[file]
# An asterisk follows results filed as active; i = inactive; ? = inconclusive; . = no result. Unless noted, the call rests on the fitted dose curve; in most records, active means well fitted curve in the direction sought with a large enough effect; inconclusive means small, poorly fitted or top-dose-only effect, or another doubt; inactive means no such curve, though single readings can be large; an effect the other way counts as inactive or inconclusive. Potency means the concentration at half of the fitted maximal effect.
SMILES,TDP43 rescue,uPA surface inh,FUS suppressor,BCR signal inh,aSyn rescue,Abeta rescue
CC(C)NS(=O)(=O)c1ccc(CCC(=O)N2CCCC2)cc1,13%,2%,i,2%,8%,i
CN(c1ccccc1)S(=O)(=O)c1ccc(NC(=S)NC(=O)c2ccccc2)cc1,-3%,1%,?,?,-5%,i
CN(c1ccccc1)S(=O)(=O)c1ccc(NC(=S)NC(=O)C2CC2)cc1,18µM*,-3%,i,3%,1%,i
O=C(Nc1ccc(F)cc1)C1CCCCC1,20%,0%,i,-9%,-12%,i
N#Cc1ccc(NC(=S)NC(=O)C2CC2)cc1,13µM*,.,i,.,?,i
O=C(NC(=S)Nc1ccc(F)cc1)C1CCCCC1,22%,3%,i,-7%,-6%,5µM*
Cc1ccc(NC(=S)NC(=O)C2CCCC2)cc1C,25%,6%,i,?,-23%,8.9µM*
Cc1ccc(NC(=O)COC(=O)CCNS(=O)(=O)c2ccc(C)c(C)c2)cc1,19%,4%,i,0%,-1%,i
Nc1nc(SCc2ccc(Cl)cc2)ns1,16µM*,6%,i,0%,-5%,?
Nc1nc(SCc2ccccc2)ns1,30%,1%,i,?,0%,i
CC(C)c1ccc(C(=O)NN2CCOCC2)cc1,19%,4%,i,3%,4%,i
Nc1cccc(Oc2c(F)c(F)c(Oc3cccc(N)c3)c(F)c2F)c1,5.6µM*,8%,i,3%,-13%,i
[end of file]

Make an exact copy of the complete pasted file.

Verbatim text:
# An asterisk follows results filed as active; i = inactive; ? = inconclusive; . = no result. Unless noted, the call rests on the fitted dose curve; in most records, active means well fitted curve in the direction sought with a large enough effect; inconclusive means small, poorly fitted or top-dose-only effect, or another doubt; inactive means no such curve, though single readings can be large; an effect the other way counts as inactive or inconclusive. Potency means the concentration at half of the fitted maximal effect.
SMILES,TDP43 rescue,uPA surface inh,FUS suppressor,BCR signal inh,aSyn rescue,Abeta rescue
CC(C)NS(=O)(=O)c1ccc(CCC(=O)N2CCCC2)cc1,13%,2%,i,2%,8%,i
CN(c1ccccc1)S(=O)(=O)c1ccc(NC(=S)NC(=O)c2ccccc2)cc1,-3%,1%,?,?,-5%,i
CN(c1ccccc1)S(=O)(=O)c1ccc(NC(=S)NC(=O)C2CC2)cc1,18µM*,-3%,i,3%,1%,i
O=C(Nc1ccc(F)cc1)C1CCCCC1,20%,0%,i,-9%,-12%,i
N#Cc1ccc(NC(=S)NC(=O)C2CC2)cc1,13µM*,.,i,.,?,i
O=C(NC(=S)Nc1ccc(F)cc1)C1CCCCC1,22%,3%,i,-7%,-6%,5µM*
Cc1ccc(NC(=S)NC(=O)C2CCCC2)cc1C,25%,6%,i,?,-23%,8.9µM*
Cc1ccc(NC(=O)COC(=O)CCNS(=O)(=O)c2ccc(C)c(C)c2)cc1,19%,4%,i,0%,-1%,i
Nc1nc(SCc2ccc(Cl)cc2)ns1,16µM*,6%,i,0%,-5%,?
Nc1nc(SCc2ccccc2)ns1,30%,1%,i,?,0%,i
CC(C)c1ccc(C(=O)NN2CCOCC2)cc1,19%,4%,i,3%,4%,i
Nc1cccc(Oc2c(F)c(F)c(Oc3cccc(N)c3)c(F)c2F)c1,5.6µM*,8%,i,3%,-13%,i